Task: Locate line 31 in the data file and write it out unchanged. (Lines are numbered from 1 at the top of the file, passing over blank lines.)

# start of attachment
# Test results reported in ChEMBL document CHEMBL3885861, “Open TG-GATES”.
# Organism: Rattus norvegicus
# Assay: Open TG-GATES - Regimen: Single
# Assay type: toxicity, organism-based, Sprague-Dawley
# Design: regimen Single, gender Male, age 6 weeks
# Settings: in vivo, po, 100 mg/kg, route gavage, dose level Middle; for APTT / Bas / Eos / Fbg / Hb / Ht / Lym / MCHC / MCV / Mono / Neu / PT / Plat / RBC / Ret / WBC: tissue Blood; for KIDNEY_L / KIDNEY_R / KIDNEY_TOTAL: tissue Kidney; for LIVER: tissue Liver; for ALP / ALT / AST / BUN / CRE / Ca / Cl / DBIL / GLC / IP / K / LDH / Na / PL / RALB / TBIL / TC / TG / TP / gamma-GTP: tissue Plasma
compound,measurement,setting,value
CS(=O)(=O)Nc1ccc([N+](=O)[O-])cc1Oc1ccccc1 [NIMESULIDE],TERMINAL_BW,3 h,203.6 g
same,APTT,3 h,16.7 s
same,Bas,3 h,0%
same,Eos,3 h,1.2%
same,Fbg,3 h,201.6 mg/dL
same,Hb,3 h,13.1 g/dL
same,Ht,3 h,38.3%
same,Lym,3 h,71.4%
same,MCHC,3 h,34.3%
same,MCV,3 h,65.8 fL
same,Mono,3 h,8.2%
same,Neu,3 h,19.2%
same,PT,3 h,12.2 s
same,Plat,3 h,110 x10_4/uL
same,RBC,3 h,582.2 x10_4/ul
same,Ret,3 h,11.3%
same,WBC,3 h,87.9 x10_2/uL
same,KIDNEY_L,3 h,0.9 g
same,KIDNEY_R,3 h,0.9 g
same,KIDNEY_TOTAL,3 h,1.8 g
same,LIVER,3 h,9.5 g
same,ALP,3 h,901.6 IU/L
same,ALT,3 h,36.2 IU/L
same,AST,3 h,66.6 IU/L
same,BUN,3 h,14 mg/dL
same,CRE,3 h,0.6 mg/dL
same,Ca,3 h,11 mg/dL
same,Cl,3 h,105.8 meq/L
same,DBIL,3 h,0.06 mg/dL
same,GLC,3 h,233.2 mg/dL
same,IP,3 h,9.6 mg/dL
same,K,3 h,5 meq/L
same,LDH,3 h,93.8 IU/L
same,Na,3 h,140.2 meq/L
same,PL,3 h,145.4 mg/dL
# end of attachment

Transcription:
same,AST,3 h,66.6 IU/L